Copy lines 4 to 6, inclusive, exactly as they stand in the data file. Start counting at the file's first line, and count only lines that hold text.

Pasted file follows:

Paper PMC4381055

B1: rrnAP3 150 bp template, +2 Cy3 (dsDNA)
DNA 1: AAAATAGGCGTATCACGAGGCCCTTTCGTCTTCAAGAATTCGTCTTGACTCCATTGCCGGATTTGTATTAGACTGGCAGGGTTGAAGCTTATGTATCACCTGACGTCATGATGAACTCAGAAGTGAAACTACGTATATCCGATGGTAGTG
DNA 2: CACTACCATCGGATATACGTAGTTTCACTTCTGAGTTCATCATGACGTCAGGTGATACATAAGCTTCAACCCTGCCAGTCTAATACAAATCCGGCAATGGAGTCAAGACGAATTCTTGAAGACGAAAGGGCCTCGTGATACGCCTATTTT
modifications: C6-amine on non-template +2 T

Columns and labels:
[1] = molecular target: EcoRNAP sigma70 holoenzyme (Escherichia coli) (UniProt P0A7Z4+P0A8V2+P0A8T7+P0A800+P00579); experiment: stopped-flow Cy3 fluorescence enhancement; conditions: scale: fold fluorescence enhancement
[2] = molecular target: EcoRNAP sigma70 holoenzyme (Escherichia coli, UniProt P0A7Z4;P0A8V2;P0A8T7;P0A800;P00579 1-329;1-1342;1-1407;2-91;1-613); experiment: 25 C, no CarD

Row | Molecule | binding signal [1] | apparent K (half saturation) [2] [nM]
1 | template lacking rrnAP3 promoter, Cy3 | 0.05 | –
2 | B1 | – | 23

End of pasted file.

DNA 2: CACTACCATCGGATATACGTAGTTTCACTTCTGAGTTCATCATGACGTCAGGTGATACATAAGCTTCAACCCTGCCAGTCTAATACAAATCCGGCAATGGAGTCAAGACGAATTCTTGAAGACGAAAGGGCCTCGTGATACGCCTATTTT
modifications: C6-amine on non-template +2 T

Columns and labels: